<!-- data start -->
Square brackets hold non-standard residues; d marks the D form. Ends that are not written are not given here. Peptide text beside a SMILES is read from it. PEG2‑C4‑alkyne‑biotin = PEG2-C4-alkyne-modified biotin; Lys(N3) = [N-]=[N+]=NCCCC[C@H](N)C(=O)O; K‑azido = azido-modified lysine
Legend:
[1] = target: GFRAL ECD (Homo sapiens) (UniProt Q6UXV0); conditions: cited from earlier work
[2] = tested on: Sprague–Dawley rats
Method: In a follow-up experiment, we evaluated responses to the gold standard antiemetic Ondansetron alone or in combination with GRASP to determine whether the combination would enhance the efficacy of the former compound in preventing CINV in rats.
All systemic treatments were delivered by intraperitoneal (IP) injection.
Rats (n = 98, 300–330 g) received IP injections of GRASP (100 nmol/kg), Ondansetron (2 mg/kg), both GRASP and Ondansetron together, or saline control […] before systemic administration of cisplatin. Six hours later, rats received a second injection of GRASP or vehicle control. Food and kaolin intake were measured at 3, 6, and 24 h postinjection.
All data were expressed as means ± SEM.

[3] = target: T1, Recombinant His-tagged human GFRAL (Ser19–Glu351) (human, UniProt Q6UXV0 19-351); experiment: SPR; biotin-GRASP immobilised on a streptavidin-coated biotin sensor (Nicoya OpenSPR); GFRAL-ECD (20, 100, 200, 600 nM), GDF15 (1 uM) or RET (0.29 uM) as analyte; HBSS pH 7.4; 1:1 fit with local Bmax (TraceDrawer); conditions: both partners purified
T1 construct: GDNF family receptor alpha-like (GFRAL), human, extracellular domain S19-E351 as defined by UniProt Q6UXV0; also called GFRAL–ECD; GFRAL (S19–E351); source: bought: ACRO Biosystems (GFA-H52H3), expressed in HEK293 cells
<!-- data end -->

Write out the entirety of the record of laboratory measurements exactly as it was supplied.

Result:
Square brackets hold non-standard residues; d marks the D form. Ends that are not written are not given here. Peptide text beside a SMILES is read from it. PEG2‑C4‑alkyne‑biotin = PEG2-C4-alkyne-modified biotin; Lys(N3) = [N-]=[N+]=NCCCC[C@H](N)C(=O)O; K‑azido = azido-modified lysine
Legend:
[1] = target: GFRAL ECD (Homo sapiens) (UniProt Q6UXV0); conditions: cited from earlier work
[2] = tested on: Sprague–Dawley rats
Method: In a follow-up experiment, we evaluated responses to the gold standard antiemetic Ondansetron alone or in combination with GRASP to determine whether the combination would enhance the efficacy of the former compound in preventing CINV in rats.
All systemic treatments were delivered by intraperitoneal (IP) injection.
Rats (n = 98, 300–330 g) received IP injections of GRASP (100 nmol/kg), Ondansetron (2 mg/kg), both GRASP and Ondansetron together, or saline control […] before systemic administration of cisplatin. Six hours later, rats received a second injection of GRASP or vehicle control. Food and kaolin intake were measured at 3, 6, and 24 h postinjection.
All data were expressed as means ± SEM.

[3] = target: T1, Recombinant His-tagged human GFRAL (Ser19–Glu351) (human, UniProt Q6UXV0 19-351); experiment: SPR; biotin-GRASP immobilised on a streptavidin-coated biotin sensor (Nicoya OpenSPR); GFRAL-ECD (20, 100, 200, 600 nM), GDF15 (1 uM) or RET (0.29 uM) as analyte; HBSS pH 7.4; 1:1 fit with local Bmax (TraceDrawer); conditions: both partners purified
T1 construct: GDNF family receptor alpha-like (GFRAL), human, extracellular domain S19-E351 as defined by UniProt Q6UXV0; also called GFRAL–ECD; GFRAL (S19–E351); source: bought: ACRO Biosystems (GFA-H52H3), expressed in HEK293 cells